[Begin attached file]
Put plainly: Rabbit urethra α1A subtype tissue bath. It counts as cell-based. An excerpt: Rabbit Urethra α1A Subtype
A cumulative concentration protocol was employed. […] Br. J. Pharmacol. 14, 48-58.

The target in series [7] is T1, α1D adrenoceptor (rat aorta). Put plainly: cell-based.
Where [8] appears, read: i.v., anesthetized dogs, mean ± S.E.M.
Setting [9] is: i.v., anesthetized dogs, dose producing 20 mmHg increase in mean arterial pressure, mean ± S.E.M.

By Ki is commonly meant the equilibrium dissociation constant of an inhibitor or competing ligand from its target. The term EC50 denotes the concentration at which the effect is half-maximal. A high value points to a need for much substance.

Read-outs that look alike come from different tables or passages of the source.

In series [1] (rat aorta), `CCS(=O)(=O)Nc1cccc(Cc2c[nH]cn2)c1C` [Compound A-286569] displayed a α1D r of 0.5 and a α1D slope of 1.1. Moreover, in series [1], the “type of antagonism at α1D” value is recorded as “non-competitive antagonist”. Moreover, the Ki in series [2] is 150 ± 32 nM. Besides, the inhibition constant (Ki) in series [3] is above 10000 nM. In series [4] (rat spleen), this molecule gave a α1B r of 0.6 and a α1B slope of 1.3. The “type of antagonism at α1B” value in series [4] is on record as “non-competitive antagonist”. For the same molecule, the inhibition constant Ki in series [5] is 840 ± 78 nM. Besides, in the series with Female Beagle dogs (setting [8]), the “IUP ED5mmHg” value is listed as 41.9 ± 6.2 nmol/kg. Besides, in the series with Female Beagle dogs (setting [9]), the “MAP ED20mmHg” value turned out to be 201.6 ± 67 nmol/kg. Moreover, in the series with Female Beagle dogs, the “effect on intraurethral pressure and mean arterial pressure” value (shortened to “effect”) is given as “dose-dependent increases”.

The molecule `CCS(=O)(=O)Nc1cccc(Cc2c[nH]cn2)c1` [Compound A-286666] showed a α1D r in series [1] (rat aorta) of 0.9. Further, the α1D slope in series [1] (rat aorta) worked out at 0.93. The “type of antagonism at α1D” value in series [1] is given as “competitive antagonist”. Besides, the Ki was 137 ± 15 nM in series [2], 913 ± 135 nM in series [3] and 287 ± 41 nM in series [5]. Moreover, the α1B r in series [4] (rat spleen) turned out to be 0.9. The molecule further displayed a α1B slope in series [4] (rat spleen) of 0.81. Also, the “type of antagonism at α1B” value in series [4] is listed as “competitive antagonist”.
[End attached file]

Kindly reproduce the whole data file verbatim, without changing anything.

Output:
Put plainly: Rabbit urethra α1A subtype tissue bath. It counts as cell-based. An excerpt: Rabbit Urethra α1A Subtype
A cumulative concentration protocol was employed. […] Br. J. Pharmacol. 14, 48-58.

The target in series [7] is T1, α1D adrenoceptor (rat aorta). Put plainly: cell-based.
Where [8] appears, read: i.v., anesthetized dogs, mean ± S.E.M.
Setting [9] is: i.v., anesthetized dogs, dose producing 20 mmHg increase in mean arterial pressure, mean ± S.E.M.

By Ki is commonly meant the equilibrium dissociation constant of an inhibitor or competing ligand from its target. The term EC50 denotes the concentration at which the effect is half-maximal. A high value points to a need for much substance.

Read-outs that look alike come from different tables or passages of the source.

In series [1] (rat aorta), `CCS(=O)(=O)Nc1cccc(Cc2c[nH]cn2)c1C` [Compound A-286569] displayed a α1D r of 0.5 and a α1D slope of 1.1. Moreover, in series [1], the “type of antagonism at α1D” value is recorded as “non-competitive antagonist”. Moreover, the Ki in series [2] is 150 ± 32 nM. Besides, the inhibition constant (Ki) in series [3] is above 10000 nM. In series [4] (rat spleen), this molecule gave a α1B r of 0.6 and a α1B slope of 1.3. The “type of antagonism at α1B” value in series [4] is on record as “non-competitive antagonist”. For the same molecule, the inhibition constant Ki in series [5] is 840 ± 78 nM. Besides, in the series with Female Beagle dogs (setting [8]), the “IUP ED5mmHg” value is listed as 41.9 ± 6.2 nmol/kg. Besides, in the series with Female Beagle dogs (setting [9]), the “MAP ED20mmHg” value turned out to be 201.6 ± 67 nmol/kg. Moreover, in the series with Female Beagle dogs, the “effect on intraurethral pressure and mean arterial pressure” value (shortened to “effect”) is given as “dose-dependent increases”.

The molecule `CCS(=O)(=O)Nc1cccc(Cc2c[nH]cn2)c1` [Compound A-286666] showed a α1D r in series [1] (rat aorta) of 0.9. Further, the α1D slope in series [1] (rat aorta) worked out at 0.93. The “type of antagonism at α1D” value in series [1] is given as “competitive antagonist”. Besides, the Ki was 137 ± 15 nM in series [2], 913 ± 135 nM in series [3] and 287 ± 41 nM in series [5]. Moreover, the α1B r in series [4] (rat spleen) turned out to be 0.9. The molecule further displayed a α1B slope in series [4] (rat spleen) of 0.81. Also, the “type of antagonism at α1B” value in series [4] is listed as “competitive antagonist”.